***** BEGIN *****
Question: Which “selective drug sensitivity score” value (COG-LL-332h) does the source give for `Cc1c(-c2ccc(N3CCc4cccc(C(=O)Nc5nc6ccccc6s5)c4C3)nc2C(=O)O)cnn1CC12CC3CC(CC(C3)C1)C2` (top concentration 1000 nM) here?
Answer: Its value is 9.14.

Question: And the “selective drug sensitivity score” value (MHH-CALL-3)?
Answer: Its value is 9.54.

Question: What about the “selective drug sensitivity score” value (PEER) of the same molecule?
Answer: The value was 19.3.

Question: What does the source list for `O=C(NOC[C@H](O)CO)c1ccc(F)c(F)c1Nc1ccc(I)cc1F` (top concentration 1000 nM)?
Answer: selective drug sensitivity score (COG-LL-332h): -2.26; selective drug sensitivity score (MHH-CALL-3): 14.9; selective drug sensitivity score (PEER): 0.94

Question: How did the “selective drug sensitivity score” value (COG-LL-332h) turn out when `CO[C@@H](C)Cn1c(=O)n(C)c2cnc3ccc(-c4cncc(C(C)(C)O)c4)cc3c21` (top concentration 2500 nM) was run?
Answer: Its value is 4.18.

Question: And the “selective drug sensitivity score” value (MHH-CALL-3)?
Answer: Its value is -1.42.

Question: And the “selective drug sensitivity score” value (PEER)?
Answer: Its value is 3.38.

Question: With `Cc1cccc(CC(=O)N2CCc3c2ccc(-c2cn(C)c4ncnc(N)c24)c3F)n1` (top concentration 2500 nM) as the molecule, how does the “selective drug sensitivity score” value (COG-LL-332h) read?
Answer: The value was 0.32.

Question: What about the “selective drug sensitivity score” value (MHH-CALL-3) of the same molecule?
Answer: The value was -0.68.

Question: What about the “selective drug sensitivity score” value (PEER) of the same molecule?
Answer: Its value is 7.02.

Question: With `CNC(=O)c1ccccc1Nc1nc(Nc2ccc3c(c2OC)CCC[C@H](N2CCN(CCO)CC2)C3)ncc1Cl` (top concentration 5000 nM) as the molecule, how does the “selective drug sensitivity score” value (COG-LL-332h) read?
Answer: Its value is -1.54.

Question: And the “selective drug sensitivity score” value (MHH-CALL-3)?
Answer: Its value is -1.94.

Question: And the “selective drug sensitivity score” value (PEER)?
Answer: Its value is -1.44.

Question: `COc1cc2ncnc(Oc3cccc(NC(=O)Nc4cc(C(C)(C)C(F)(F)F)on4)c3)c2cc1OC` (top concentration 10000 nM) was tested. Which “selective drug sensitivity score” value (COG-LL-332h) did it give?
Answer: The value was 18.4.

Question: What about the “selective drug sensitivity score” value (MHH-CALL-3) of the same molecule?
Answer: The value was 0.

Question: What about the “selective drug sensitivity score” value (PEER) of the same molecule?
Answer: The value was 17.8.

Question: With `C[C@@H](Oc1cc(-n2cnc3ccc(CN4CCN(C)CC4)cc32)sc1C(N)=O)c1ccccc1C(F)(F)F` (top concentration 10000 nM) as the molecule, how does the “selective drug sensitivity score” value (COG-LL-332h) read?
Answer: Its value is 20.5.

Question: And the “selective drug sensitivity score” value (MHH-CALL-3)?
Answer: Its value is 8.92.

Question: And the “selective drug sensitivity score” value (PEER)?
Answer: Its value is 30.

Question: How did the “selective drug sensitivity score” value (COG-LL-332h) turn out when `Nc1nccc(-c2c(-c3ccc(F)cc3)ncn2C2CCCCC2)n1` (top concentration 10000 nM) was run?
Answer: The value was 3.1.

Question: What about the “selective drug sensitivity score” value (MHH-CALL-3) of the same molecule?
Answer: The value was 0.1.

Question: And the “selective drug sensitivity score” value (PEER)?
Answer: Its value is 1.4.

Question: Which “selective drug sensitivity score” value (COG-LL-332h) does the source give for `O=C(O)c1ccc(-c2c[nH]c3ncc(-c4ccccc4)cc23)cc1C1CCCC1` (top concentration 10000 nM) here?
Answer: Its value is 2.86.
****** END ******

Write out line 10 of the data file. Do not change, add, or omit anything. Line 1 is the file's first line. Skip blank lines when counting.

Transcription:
Answer: Its value is 4.18.